So, shunning the caped crusader, I decided to pay in to see Prometheus a second time, even though I hadn’t thought it an especially good film the first time I saw it. But it certainly looks amazing, and that goes a long way.
Prometheus also takes itself very, very seriously. It asks Big Questions about the origin and purpose of life, and the characters even advert to the Bigness of the Questions they are asking. The film also explores (or tries to explore) religious themes. The fact that it does so at all deserves some credit. Unfortunately, they are handled pretty cack-handedly.
The plot is an old one. (Spoilers ahead!) A husband-and-wife team of archaeologists discover that cave paintings from many different cultures seem to be beckoning mankind to a distant planet. The de rigeur Sinister Corporation bankrolls a spaceship journey to the faraway star (this is in the later decades of this century). The expedition discovers, with a remarkable speed and ease, that humanity has in fact been genetically engineered by an alien species.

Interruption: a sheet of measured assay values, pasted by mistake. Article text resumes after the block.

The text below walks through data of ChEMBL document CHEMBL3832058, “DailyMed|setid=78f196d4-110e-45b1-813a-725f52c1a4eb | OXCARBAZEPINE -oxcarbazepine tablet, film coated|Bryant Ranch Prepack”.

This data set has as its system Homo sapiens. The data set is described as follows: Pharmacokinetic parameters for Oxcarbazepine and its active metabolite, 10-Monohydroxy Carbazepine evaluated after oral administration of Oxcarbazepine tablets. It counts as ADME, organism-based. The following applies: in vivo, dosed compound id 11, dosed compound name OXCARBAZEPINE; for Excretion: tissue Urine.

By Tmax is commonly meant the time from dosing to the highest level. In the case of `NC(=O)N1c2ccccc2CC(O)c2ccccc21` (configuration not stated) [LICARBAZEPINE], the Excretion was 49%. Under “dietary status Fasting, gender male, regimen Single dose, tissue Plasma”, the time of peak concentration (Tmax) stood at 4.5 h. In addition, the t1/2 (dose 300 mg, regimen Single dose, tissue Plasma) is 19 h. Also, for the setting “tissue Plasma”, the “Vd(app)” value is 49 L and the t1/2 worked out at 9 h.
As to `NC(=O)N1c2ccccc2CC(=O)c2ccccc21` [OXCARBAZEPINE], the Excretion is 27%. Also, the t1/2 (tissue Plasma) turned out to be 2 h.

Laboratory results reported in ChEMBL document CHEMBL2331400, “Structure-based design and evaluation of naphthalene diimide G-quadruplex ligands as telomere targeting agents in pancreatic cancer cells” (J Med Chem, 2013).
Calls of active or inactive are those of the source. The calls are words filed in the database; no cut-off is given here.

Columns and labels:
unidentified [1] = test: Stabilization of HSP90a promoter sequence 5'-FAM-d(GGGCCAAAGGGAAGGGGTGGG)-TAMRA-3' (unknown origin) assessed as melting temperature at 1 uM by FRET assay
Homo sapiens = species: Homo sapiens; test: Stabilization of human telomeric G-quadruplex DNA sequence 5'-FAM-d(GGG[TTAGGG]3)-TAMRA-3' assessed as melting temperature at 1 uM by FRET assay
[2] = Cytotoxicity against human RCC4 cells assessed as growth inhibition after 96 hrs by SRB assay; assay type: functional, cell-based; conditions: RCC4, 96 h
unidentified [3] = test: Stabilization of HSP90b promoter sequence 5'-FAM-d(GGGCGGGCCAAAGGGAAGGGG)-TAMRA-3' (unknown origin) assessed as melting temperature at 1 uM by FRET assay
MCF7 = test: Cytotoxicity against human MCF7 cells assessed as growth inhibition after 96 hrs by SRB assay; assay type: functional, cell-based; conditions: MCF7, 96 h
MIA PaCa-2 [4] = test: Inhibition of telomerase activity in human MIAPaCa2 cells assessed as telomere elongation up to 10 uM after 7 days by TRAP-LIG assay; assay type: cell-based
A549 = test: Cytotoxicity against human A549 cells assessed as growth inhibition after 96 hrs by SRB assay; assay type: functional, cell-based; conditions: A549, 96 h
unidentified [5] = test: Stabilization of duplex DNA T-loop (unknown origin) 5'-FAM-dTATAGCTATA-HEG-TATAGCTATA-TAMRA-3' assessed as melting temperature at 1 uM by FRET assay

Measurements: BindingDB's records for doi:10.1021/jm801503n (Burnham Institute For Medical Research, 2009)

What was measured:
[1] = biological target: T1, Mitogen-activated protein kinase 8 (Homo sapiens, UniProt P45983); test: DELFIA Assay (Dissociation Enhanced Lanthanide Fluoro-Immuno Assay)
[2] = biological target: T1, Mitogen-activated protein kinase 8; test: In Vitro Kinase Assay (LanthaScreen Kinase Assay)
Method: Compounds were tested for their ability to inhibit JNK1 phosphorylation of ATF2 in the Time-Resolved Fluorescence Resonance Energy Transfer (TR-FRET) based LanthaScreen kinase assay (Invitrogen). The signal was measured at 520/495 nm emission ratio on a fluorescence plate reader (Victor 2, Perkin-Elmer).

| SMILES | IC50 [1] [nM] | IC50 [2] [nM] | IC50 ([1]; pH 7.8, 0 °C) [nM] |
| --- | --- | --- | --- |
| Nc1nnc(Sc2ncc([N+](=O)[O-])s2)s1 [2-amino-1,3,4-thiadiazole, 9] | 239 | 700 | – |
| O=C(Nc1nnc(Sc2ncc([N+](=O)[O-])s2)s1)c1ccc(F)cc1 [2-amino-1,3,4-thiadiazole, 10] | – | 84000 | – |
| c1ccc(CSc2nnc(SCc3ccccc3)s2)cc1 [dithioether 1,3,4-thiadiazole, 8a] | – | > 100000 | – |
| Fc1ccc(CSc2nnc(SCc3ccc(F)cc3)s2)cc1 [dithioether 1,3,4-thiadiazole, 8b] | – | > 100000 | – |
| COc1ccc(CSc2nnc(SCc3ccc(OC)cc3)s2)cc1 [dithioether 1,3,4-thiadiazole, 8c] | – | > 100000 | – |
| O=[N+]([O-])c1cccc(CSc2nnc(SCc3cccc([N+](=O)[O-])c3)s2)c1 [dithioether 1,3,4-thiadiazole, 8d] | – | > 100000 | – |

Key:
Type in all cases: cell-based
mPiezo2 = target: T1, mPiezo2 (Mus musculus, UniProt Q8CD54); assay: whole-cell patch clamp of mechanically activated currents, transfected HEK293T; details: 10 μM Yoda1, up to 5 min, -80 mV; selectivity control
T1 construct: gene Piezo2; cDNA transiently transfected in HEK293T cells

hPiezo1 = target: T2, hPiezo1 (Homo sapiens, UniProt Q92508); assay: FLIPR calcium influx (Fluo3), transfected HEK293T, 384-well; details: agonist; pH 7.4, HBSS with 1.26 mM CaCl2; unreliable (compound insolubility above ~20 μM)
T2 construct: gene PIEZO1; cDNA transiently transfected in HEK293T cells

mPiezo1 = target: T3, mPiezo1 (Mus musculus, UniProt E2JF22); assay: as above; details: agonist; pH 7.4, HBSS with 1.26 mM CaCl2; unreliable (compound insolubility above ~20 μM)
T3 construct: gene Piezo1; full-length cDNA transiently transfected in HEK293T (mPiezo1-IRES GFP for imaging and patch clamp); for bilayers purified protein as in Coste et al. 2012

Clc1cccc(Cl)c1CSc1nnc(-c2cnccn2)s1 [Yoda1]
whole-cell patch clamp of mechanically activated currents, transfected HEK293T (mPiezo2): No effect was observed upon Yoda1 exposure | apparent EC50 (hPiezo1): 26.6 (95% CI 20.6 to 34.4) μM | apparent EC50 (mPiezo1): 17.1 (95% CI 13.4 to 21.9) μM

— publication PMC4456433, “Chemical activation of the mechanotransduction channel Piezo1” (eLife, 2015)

The female protagonist wears a cross and believes in God. She never really describes her beliefs and Christ is never mentioned (except in the obligatory swearing), but it seems likely she is a Christian of some sort.
Her husband-—a loving and devoted husband, we are given to understand-—comments, when they have made their great discovery, “guess you can take off your father’s cross now” and insists that, as they have now learned, “There’s nothing special about the creation of life. All you need is a dash of DNA and half a brain.”